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Persistence isn't very glamorous. If genius is one percent inspiration and ninety-nine percent perspiration, then as a culture we tend to lionize the one percent. We love its flash and dazzle. But great power lies in the other ninety-nine percent.
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Susan Cain (Quiet: The Power of Introverts in a World That Can't Stop Talking)
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Spend your free time the way you like, not the way you think you're supposed to. Stay home on New Year's Eve if that's what makes you happy. Skip the committee meeting. Cross the street to avoid making aimless chitchat with random acquaintances. Read. Cook. Run. Write a story.
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Susan Cain (Quiet: The Power of Introverts in a World That Can't Stop Talking)
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the secret that our poets and philosophers have been trying to tell us for centuries, is that our longing is the great gateway to belonging.
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Susan Cain (Bittersweet: How Sorrow and Longing Make Us Whole)
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Introverts are drawn to the inner world of thought and feeling, said Jung, extroverts to the external life of people and activities. Introverts focus on the meaning they make of the events swirling around them; extroverts plunge into the events themselves. Introverts recharge their batteries by being alone; extroverts need to recharge when they don’t socialize enough.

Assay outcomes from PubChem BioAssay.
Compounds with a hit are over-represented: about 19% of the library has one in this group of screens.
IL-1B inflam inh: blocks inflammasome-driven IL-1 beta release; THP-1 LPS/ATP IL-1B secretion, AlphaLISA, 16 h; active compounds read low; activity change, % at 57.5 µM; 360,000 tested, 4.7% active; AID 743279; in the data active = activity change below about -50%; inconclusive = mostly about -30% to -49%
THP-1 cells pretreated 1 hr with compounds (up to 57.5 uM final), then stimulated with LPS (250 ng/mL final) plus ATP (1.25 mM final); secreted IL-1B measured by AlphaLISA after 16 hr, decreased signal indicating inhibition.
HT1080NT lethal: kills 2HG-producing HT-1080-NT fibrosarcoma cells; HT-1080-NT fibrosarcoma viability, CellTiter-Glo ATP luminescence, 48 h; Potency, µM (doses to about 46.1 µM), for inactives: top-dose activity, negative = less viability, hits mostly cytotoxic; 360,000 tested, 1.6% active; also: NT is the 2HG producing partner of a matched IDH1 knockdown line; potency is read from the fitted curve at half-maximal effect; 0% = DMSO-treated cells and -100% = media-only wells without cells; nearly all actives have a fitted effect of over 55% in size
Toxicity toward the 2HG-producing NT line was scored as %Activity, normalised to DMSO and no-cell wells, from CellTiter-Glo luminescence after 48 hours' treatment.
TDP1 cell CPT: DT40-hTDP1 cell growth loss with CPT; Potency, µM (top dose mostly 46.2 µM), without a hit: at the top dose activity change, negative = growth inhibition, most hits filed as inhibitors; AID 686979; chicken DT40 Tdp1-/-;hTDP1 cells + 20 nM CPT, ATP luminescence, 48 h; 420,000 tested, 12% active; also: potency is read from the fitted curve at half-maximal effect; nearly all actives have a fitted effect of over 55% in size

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Susan Cain (Quiet: The Power of Introverts in a World That Can't Stop Talking)
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There's nothing more exciting than ideas.
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Susan Cain (Quiet: The Power of Introverts in a World That Can't Stop Talking)
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So the next time you see a person with a compose face and a soft voice, remember that inside her mind she might be solving an equation, composing a sonnet, designing a hat. She might, that is, be deploying the powers of quiet.
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Susan Cain (Quiet: The Power of Introverts in a World That Can't Stop Talking)
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There are only a few people out there who can completely overcome their fears, and they all live in Tibet.
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Susan Cain (Quiet: The Power of Introverts in a World That Can't Stop Talking)
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We know from myths and fairy tales that there are many different kinds of powers in the world. One child is given a light saber, another a wizard's education. The trick is not to amass all the different kinds of available power, but to use well the kind you've been granted. Introverts are offered keys to private gardens full of riches. To possess such a key is to tumble like Alice down her rabbit hole. She didn't choose to go to Wonderland -- but she made of it an adventure that was fresh and fantastic and very much her own.
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Susan Cain (Quiet: The Power of Introverts in a World That Can't Stop Talking)
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If personal space is vital to creativity, so is freedom from "peer pressure".